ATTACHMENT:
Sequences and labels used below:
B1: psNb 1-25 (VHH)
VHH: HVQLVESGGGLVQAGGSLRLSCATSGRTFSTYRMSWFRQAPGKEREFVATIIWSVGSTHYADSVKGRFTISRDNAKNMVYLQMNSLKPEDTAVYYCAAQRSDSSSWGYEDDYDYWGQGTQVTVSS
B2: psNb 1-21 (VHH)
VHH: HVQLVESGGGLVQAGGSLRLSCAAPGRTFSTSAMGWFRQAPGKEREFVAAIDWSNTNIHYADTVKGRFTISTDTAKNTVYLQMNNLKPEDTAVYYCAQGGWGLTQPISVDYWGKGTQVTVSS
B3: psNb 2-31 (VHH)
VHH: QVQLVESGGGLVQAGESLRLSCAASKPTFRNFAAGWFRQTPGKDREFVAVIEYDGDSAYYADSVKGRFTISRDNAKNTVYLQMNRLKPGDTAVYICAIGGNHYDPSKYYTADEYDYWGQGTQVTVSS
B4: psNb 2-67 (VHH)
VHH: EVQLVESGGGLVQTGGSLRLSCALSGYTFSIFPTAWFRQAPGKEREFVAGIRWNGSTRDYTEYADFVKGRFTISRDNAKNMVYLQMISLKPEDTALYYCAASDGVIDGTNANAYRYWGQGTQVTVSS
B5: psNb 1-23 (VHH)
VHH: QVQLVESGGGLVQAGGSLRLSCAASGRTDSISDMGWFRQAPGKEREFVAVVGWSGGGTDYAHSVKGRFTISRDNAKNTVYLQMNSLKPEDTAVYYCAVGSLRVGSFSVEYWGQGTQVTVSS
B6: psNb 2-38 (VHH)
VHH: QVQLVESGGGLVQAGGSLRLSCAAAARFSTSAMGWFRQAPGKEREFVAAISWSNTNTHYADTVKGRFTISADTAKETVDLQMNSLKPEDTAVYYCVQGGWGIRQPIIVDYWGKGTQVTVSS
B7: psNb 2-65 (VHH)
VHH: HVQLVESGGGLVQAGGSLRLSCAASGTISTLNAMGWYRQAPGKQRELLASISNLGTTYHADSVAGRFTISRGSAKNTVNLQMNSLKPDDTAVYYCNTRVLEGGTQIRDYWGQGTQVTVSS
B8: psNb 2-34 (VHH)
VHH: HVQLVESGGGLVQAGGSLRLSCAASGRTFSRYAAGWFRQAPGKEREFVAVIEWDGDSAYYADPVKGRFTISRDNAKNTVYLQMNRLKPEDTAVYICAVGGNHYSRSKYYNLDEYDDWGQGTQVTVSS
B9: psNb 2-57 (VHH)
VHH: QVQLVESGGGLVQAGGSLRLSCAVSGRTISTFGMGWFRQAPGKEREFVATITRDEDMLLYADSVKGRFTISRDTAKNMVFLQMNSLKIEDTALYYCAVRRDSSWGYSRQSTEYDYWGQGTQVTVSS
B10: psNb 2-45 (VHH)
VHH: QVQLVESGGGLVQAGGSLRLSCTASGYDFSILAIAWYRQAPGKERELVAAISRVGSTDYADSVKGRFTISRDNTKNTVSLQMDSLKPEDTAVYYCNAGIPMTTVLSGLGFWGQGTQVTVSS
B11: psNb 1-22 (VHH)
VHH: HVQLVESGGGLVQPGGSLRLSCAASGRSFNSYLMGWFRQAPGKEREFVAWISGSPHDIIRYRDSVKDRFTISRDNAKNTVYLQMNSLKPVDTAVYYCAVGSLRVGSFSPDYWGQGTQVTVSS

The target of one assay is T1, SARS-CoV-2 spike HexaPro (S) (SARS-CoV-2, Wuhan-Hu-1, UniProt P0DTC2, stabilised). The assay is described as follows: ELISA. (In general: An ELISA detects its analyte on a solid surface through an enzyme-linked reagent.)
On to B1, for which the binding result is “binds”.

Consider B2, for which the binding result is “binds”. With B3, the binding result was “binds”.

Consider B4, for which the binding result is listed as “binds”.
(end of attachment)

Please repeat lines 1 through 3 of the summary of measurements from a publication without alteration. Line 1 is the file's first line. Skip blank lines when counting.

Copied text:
Sequences and labels used below:
B1: psNb 1-25 (VHH)
VHH: HVQLVESGGGLVQAGGSLRLSCATSGRTFSTYRMSWFRQAPGKEREFVATIIWSVGSTHYADSVKGRFTISRDNAKNMVYLQMNSLKPEDTAVYYCAAQRSDSSSWGYEDDYDYWGQGTQVTVSS